• Thanks for the answer. But is there an explanation as to why the forces are additive? I'm imagining that an object placed above point O experiences a force A by the Earth and force B by the Moon, and hence the net force, C, that point O experiences is the vector sum of force A and B (which isn't A+B). – Bøbby Leung Aug 25 '18 at 3:55
• Forces are additive because that's how our universe works. As for your example, you are mixing up adding vectors and adding their magnitudes. When adding forces it's always a vector sum. It doesn't matter what the magnitudes sum to. – Aaron Stevens Aug 25 '18 at 4:00
• @BobbyLeung $\vec A +\vec B=\vec 0$ doesn't tell us anything about what $|\vec A| +|\vec B|=A+B$ is. One sum doesn't determine anything about the other in general. – Aaron Stevens Aug 25 '18 at 4:04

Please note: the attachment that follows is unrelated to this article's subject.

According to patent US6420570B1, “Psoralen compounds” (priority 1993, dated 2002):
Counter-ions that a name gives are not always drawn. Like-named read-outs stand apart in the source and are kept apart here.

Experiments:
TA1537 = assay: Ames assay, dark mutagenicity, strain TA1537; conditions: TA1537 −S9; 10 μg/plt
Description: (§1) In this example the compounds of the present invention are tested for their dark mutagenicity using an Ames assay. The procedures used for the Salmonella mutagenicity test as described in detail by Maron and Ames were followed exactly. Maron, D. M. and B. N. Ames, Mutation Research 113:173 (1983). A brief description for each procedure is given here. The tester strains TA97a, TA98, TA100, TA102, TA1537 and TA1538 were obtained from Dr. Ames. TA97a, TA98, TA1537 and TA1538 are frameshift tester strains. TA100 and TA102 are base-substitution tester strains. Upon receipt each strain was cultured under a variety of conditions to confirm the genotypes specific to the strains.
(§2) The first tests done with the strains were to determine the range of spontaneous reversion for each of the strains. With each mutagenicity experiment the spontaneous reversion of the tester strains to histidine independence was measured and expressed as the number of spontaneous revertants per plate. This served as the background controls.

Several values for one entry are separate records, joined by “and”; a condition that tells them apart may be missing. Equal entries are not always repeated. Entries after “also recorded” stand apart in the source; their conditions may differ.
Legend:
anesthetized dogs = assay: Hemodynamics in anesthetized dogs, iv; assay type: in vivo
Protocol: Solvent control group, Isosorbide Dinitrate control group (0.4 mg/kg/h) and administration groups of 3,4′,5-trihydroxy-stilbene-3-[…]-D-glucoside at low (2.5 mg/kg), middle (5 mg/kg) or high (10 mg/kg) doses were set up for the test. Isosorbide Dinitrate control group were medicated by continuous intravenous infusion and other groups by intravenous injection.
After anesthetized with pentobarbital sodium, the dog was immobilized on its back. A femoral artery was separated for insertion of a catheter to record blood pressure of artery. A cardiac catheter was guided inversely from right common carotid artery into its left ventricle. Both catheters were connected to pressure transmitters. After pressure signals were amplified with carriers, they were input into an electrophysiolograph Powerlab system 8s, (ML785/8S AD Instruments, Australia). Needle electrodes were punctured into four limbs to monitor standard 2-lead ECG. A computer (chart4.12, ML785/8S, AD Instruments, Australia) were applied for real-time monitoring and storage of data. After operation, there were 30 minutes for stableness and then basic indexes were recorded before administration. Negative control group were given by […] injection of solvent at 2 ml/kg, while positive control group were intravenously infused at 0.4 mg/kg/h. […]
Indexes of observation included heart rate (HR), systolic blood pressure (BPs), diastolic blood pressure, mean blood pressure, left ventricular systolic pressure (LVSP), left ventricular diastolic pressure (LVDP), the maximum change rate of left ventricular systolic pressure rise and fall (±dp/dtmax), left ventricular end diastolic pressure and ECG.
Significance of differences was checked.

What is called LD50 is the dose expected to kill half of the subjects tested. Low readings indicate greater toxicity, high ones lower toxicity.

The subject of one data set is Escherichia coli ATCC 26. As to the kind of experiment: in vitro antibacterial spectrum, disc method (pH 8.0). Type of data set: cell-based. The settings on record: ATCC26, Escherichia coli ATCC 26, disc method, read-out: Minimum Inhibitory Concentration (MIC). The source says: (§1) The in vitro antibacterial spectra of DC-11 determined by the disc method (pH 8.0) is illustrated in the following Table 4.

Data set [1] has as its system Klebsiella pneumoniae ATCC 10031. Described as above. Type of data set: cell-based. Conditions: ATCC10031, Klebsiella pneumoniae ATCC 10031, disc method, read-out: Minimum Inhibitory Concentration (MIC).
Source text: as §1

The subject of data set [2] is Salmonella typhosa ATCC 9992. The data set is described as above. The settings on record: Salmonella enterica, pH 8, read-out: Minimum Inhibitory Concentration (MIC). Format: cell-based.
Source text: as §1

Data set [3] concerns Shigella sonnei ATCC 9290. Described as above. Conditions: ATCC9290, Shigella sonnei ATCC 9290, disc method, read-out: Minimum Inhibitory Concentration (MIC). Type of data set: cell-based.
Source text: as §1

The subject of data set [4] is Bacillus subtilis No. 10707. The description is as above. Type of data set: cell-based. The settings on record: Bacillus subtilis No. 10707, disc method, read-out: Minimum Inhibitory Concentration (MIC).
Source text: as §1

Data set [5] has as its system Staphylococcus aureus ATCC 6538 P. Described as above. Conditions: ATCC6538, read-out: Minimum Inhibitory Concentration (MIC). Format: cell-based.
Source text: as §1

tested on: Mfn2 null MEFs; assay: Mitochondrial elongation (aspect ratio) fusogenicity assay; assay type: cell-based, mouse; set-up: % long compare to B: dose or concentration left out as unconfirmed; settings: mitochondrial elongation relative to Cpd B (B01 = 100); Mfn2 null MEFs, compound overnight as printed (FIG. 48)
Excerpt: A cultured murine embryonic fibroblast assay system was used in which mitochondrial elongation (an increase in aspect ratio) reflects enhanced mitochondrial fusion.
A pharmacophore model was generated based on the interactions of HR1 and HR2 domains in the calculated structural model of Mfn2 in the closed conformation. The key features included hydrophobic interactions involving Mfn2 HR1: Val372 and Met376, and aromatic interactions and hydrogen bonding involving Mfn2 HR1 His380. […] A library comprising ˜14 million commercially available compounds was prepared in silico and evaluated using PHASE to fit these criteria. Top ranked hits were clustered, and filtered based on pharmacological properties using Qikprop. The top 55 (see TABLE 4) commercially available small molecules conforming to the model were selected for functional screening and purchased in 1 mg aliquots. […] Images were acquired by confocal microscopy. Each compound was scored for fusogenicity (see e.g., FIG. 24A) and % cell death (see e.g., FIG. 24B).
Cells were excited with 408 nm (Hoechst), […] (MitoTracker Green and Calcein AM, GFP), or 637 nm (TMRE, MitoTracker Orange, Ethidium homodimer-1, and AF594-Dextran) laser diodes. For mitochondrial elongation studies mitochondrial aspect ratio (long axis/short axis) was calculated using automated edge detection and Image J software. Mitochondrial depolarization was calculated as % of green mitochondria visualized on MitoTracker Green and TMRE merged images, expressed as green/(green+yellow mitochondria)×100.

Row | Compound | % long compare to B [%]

• The parallelogram law of the addition of forces was discovered experimentally and it was that discovery that showed the amazing connection between Geometry and mechanics. So maybe the question is: Why is it that forces act this way in so many situations, and with so many different phenomena, why do gravitational force or electic force obey the same simple law? – Khalid T. Salem Aug 25 '18 at 13:45
• Read Ernst Mach: The Science of Mechanics; The chapter on the parallelogram law of forces. Many of your questions will be answered. – Khalid T. Salem Aug 25 '18 at 13:47